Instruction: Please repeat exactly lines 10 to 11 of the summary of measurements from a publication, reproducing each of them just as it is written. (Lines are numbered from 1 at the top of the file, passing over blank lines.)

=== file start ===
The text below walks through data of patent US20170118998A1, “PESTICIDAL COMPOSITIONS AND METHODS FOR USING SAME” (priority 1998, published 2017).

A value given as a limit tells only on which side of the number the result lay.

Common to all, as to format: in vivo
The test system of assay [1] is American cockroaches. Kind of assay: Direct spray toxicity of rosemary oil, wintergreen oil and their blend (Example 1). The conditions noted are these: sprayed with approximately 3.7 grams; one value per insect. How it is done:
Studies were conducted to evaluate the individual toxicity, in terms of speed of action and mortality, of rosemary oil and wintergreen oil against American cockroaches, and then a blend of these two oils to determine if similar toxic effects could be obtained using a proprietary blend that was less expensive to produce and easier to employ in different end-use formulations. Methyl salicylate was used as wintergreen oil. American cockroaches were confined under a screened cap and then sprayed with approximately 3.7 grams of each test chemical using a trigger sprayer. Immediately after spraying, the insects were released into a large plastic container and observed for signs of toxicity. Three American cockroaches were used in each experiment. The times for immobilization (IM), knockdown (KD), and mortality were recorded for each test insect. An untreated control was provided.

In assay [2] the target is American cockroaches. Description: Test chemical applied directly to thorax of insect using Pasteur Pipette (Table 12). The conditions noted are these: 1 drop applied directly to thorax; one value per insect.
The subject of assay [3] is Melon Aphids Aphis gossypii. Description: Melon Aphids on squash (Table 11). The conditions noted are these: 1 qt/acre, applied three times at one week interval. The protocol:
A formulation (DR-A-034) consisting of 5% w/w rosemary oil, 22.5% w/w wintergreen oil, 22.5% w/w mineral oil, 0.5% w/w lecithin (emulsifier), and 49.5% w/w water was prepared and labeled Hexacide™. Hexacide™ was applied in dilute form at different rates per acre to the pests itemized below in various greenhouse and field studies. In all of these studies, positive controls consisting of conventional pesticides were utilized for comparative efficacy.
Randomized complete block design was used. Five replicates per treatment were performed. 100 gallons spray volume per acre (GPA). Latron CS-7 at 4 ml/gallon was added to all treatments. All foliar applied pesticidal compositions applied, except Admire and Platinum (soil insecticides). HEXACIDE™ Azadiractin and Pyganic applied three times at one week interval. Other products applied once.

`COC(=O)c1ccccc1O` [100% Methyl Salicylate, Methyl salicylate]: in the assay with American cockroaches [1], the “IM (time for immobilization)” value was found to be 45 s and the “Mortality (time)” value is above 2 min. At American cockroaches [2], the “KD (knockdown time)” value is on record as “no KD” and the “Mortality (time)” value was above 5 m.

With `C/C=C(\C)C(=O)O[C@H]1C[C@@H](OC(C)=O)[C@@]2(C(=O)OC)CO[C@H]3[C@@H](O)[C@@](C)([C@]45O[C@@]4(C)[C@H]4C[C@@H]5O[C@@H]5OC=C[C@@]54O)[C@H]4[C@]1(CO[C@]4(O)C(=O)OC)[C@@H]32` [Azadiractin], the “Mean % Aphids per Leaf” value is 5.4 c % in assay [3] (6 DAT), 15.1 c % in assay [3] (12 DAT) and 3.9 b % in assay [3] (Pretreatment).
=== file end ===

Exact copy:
`COC(=O)c1ccccc1O` [100% Methyl Salicylate, Methyl salicylate]: in the assay with American cockroaches [1], the “IM (time for immobilization)” value was found to be 45 s and the “Mortality (time)” value is above 2 min. At American cockroaches [2], the “KD (knockdown time)” value is on record as “no KD” and the “Mortality (time)” value was above 5 m.

With `C/C=C(\C)C(=O)O[C@H]1C[C@@H](OC(C)=O)[C@@]2(C(=O)OC)CO[C@H]3[C@@H](O)[C@@](C)([C@]45O[C@@]4(C)[C@H]4C[C@@H]5O[C@@H]5OC=C[C@@]54O)[C@H]4[C@]1(CO[C@]4(O)C(=O)OC)[C@@H]32` [Azadiractin], the “Mean % Aphids per Leaf” value is 5.4 c % in assay [3] (6 DAT), 15.1 c % in assay [3] (12 DAT) and 3.9 b % in assay [3] (Pretreatment).